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less than decisive in the case of religion, which must be quite differ-
ent from what it is if it did not have the right to maintain that
which it declares to be true of itself, namely, that it is an act of
freedom and a gift of grace, an effect of the supersensuous permeating
the natural phenomenal life of the soul and an act of free devotion
the natural motivation.

The fourth problem arises, when we examine the rational law of
the religious nature or of the having of religion which lies in the
being and organization of the reason. The having of religion may be
demonstrated as a law of the normal consciousness from the immanent
feeling of necessity and obligation which properly belongs to religion,
and from its organic place in the economy of consciousness, which
receives its concentration and its relation to an objective world-
reason only from religion. But precisely because religion is reduced
to this, it is clear that this is only a reduction which abstracts from
the empirical actuality just as the categories of pure reason do. This
abstraction, then, should under no circumstances itself be regarded
as the real religion. It is only the rational a 'priori of the psychical
appearances, but not the replacement of appearances by the truth
free from confusion. The psychical reality in which alone the truth
is effective should never be forgotten out of regard for the truth.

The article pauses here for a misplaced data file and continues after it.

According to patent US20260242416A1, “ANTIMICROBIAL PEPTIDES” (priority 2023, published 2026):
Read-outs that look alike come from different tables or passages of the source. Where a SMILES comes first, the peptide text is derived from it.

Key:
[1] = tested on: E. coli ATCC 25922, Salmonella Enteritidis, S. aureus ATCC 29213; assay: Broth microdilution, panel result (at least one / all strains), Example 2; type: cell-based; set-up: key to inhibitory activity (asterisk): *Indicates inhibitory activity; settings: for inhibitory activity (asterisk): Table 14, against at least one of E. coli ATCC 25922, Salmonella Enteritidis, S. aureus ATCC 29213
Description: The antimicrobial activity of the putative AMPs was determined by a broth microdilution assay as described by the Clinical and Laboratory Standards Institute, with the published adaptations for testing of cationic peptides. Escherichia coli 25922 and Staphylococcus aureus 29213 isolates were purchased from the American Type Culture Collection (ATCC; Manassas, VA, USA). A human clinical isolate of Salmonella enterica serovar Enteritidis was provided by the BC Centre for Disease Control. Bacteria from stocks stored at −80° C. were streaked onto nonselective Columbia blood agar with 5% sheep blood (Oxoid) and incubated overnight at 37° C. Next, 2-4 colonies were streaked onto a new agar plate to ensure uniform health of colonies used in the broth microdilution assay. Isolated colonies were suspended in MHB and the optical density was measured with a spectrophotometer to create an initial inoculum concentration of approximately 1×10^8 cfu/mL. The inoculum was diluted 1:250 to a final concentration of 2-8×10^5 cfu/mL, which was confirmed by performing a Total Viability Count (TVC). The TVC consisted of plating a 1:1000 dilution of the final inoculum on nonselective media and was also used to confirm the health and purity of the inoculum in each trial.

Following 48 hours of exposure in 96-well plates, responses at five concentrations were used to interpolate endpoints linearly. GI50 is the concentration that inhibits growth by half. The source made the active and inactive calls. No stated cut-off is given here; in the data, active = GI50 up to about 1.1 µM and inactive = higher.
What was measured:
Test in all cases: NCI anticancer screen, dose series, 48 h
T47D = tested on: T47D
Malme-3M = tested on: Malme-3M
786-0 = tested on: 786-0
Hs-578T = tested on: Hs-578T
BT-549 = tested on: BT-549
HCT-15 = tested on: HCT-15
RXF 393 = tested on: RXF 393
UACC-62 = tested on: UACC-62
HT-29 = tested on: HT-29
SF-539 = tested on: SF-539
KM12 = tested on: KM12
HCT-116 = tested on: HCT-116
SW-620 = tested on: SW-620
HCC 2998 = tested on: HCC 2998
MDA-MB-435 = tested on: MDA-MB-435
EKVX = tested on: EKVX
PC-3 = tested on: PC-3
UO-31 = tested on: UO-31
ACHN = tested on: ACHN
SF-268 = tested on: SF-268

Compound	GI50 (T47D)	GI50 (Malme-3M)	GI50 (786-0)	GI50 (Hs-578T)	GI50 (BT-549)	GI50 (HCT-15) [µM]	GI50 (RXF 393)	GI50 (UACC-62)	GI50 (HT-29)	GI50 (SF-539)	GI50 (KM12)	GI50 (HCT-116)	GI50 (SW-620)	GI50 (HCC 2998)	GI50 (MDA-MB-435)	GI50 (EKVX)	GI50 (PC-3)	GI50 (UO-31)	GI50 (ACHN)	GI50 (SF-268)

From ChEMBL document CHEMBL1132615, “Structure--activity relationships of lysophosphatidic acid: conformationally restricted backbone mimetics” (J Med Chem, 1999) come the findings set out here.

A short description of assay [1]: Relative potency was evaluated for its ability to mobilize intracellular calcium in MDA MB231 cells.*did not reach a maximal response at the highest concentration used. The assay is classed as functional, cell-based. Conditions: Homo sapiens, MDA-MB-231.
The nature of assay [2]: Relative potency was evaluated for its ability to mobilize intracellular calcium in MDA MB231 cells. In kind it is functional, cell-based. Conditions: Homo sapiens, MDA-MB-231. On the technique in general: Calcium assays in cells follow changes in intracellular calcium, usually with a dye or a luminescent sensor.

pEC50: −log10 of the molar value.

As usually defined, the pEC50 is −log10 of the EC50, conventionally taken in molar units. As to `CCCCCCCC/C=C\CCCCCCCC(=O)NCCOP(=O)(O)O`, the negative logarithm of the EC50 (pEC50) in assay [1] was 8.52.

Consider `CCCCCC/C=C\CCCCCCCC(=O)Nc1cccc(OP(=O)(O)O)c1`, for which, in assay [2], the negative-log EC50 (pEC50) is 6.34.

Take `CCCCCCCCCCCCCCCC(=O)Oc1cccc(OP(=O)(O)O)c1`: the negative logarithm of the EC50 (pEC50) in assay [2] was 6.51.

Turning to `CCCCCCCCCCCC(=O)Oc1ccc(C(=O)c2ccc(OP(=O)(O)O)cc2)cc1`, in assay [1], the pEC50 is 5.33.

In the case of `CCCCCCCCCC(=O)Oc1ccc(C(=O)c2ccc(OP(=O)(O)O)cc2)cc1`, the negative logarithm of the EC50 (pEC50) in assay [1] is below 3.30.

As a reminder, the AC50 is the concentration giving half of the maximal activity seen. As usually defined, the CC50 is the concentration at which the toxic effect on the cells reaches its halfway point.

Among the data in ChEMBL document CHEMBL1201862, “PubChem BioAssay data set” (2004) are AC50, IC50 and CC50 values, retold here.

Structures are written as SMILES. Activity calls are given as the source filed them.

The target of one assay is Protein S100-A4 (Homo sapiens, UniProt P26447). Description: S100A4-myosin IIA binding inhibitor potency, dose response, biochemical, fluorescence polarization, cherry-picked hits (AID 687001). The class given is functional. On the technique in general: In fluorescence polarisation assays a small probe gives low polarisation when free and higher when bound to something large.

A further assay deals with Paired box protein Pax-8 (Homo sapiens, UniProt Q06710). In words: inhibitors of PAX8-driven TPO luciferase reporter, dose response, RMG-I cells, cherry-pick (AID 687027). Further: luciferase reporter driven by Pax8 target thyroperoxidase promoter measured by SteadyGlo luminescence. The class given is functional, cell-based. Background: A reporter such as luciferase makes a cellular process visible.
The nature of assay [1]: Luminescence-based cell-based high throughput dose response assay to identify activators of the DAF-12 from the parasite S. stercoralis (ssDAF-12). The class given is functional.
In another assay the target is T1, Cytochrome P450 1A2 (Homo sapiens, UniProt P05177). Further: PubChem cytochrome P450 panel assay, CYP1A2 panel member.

This is, however, the fact in the Kantian theory of religion in two

It is always noticeable that the a priori of the practical reason is
treated by Kant quite differently from the theoretical. In case of
the latter the main idea of the synthesis, immanent in experience, of
rationalism and empiricism, is retained, and the a priori of the pure
forms of intuition and of the pure categories is nothing without the
contents of concrete reality which become shaped in it. It may be
very difficult actually to grasp the codperation of the a priori and
the empirical in the single case, and Kant's theory of the categories
may have to be entirely reshaped and approximated to a priori
hypotheses requiring verification, but the principle itself is always
the disposition of the real and genuine problem of all knowledge. In
case of the practical a priori Kant did, it is true, firmly emphasize
the formal character of the ethical, sesthetical, and religious law,
but, in doing this, does not lose quite out of sight the psychical
reality. They appear not as empty forms which attain to their
reality only when filled with the concrete ethical tasks, the artistic
creations, and the religious states, but as abstract truths of reason,
which have to take the place of the intricacies of usual consciousness.
A.t this point one has always been right in feeling a relapse on the


part of Kant into the abstract, analytical, conceptual, rationalism,
and for this very reason Kant's statements about these things are
of great sublimity and rigor of principle, but scanty in content. It
is more important in case also of this a priori of the practical reason